The IAAF World Championships in Daegu last month (read more about it here and here) has left us with some thrilling wins, breath-taking speeds and unbelievable records; and adidas athletes shined through. After meticulous innovation, product development and testing helped adidas athletes bring home 33 medals over the eventful seven days. Read on to learn more about how we collaborate with athletes in order to help them to achieve peak performance.
Help athletes to improve their performance
“Product testing is much more than athletes simply trying out our products and us making changes to them; it is about educating them on new technologies and helping them understand how technology can improve their performance. Psychological encouragement and building trusting relationships play a major role in the whole development process,” says Kevin Kealey, Footwear Development, adidas Sports Performance.
The success of New Zealand shot-put athlete Valerie Adams (image above) epitomises the importance of product testing in high performance sport. “Valerie worked with us closely from the very beginning to get the perfect shoes. In shot-put, an athlete constantly hits the rubber toe tip (front portion of the shoe) against the stopboard. This used to cause Valerie to change her shoes twice a month. We closely monitored her action and worked out how we could engineer the shoe to improve the durability of the forefoot and also improve the speed of her movement within the ring. She can now easily use a single pair for three months!” says Kevin.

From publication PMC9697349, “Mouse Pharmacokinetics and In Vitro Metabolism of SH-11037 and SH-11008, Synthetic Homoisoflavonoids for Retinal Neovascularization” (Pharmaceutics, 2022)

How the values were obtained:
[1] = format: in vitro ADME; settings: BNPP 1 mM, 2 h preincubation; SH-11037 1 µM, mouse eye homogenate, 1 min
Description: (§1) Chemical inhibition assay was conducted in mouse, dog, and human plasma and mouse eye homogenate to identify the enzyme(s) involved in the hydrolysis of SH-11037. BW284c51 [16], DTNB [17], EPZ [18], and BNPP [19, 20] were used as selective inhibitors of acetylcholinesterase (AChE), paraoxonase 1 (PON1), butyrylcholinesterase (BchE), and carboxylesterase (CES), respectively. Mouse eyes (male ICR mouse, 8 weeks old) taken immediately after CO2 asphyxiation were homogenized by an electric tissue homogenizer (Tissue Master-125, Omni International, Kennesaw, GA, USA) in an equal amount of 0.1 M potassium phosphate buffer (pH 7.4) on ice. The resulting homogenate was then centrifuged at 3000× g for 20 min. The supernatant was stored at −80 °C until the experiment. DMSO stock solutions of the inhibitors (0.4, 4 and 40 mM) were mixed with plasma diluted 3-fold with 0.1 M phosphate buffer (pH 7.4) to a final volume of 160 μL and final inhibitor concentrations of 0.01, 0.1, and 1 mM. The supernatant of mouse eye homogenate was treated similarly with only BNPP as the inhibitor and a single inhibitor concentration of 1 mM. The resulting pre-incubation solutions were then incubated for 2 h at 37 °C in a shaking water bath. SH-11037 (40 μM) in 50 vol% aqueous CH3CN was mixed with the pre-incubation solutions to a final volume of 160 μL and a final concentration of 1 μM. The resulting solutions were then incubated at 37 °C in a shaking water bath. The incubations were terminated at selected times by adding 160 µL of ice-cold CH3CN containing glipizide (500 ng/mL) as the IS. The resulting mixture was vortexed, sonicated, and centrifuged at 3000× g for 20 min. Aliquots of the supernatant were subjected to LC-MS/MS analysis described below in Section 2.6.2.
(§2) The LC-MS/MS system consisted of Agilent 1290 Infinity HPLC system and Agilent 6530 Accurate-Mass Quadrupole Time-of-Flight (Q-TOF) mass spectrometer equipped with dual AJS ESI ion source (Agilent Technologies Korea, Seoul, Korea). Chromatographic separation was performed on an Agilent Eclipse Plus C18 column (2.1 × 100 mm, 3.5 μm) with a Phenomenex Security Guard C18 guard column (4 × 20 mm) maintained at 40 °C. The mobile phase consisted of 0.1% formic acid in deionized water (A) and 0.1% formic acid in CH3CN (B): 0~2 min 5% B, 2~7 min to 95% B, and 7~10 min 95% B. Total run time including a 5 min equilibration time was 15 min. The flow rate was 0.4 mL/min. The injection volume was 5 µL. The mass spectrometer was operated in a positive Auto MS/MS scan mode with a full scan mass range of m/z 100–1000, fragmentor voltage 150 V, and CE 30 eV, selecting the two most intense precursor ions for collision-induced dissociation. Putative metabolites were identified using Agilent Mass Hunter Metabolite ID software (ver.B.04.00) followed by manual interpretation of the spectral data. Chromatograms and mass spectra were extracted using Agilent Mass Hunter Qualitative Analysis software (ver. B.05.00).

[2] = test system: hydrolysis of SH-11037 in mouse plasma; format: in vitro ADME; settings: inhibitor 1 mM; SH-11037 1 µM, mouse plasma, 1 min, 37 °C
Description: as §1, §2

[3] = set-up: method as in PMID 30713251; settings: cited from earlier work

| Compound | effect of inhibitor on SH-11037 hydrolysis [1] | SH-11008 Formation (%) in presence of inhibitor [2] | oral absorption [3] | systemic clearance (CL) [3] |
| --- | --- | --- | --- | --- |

Alongside Valerie’s success in the Women’s shot-put, adidas athlete David Storl won the Men’s event too, capping off a great result for the Development Team.
The importance of listening
Extensive feedback collection is vital to developing high performance products. “It is important to listen to athletes and work closely with them to understand their strengths and give them the best they deserve,” explains Kevin. “David Rudisha is another athlete who has been vital in helping us make constant improvements to ensure that his winning streak continues. David Rudisha crossed the finish line in 1min 43.91sec to claim the gold medal that had evaded him in the 800 m event at the 2009 Berlin World Championships.”
The journey never ends for product development! “The 2011 IAAF Daegu World Championships was one of the final testing rounds before the London Olympics. Some of our gold medal hopefuls had to be content with silver or bronze. However we hope that with a few tweaks, we can help our athletes step up their performances and get them closer to the coveted gold,” adds Andreas.
The success at the World Championships is a result of cross-functional collaboration across product development, sports marketing, athlete services, product management, product design, product testing, quality, the adidas innovation teams as well as the teams in the LO and factories.